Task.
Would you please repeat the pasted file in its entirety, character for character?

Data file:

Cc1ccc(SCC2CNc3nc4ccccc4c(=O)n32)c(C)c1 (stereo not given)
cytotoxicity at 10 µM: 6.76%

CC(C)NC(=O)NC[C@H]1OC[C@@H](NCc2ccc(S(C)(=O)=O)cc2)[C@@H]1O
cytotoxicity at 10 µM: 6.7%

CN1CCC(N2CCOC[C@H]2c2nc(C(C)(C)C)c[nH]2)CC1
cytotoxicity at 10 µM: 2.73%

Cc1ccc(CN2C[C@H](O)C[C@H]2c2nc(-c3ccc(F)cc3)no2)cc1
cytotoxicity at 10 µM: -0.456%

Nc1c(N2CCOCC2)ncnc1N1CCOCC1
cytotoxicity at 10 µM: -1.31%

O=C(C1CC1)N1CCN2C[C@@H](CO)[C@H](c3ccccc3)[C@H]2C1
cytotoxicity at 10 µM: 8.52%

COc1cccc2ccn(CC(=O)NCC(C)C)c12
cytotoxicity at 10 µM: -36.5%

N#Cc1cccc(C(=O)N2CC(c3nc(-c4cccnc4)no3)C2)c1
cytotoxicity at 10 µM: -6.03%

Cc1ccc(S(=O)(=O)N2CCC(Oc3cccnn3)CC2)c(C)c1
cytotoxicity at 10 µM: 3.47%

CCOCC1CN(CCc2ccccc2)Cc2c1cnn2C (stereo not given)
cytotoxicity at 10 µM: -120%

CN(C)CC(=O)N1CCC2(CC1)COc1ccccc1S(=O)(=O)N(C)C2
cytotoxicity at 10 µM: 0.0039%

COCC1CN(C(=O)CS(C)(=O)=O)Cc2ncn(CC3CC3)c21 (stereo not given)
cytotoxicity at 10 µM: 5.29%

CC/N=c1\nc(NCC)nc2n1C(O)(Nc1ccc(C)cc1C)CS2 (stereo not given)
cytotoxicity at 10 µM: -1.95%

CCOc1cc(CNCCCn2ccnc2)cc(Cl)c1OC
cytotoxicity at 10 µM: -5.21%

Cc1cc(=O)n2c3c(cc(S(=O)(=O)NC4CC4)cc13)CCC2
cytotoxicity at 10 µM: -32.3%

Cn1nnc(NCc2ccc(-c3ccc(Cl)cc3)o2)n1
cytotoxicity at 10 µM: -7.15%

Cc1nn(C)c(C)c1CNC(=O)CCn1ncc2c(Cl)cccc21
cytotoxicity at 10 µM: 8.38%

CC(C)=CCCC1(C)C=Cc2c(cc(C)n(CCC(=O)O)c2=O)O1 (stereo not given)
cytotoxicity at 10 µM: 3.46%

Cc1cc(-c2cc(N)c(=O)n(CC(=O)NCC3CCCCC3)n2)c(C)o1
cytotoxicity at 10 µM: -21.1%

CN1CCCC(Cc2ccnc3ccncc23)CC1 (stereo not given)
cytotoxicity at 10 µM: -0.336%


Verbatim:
Cc1ccc(SCC2CNc3nc4ccccc4c(=O)n32)c(C)c1 (stereo not given)
cytotoxicity at 10 µM: 6.76%

CC(C)NC(=O)NC[C@H]1OC[C@@H](NCc2ccc(S(C)(=O)=O)cc2)[C@@H]1O
cytotoxicity at 10 µM: 6.7%

CN1CCC(N2CCOC[C@H]2c2nc(C(C)(C)C)c[nH]2)CC1
cytotoxicity at 10 µM: 2.73%

Cc1ccc(CN2C[C@H](O)C[C@H]2c2nc(-c3ccc(F)cc3)no2)cc1
cytotoxicity at 10 µM: -0.456%

Nc1c(N2CCOCC2)ncnc1N1CCOCC1
cytotoxicity at 10 µM: -1.31%

O=C(C1CC1)N1CCN2C[C@@H](CO)[C@H](c3ccccc3)[C@H]2C1
cytotoxicity at 10 µM: 8.52%

COc1cccc2ccn(CC(=O)NCC(C)C)c12
cytotoxicity at 10 µM: -36.5%

N#Cc1cccc(C(=O)N2CC(c3nc(-c4cccnc4)no3)C2)c1
cytotoxicity at 10 µM: -6.03%

Cc1ccc(S(=O)(=O)N2CCC(Oc3cccnn3)CC2)c(C)c1
cytotoxicity at 10 µM: 3.47%

CCOCC1CN(CCc2ccccc2)Cc2c1cnn2C (stereo not given)
cytotoxicity at 10 µM: -120%

CN(C)CC(=O)N1CCC2(CC1)COc1ccccc1S(=O)(=O)N(C)C2
cytotoxicity at 10 µM: 0.0039%

COCC1CN(C(=O)CS(C)(=O)=O)Cc2ncn(CC3CC3)c21 (stereo not given)
cytotoxicity at 10 µM: 5.29%

CC/N=c1\nc(NCC)nc2n1C(O)(Nc1ccc(C)cc1C)CS2 (stereo not given)
cytotoxicity at 10 µM: -1.95%

CCOc1cc(CNCCCn2ccnc2)cc(Cl)c1OC
cytotoxicity at 10 µM: -5.21%

Cc1cc(=O)n2c3c(cc(S(=O)(=O)NC4CC4)cc13)CCC2
cytotoxicity at 10 µM: -32.3%

Cn1nnc(NCc2ccc(-c3ccc(Cl)cc3)o2)n1
cytotoxicity at 10 µM: -7.15%

Cc1nn(C)c(C)c1CNC(=O)CCn1ncc2c(Cl)cccc21
cytotoxicity at 10 µM: 8.38%

CC(C)=CCCC1(C)C=Cc2c(cc(C)n(CCC(=O)O)c2=O)O1 (stereo not given)
cytotoxicity at 10 µM: 3.46%

Cc1cc(-c2cc(N)c(=O)n(CC(=O)NCC3CCCCC3)n2)c(C)o1
cytotoxicity at 10 µM: -21.1%

CN1CCCC(Cc2ccnc3ccncc23)CC1 (stereo not given)
cytotoxicity at 10 µM: -0.336%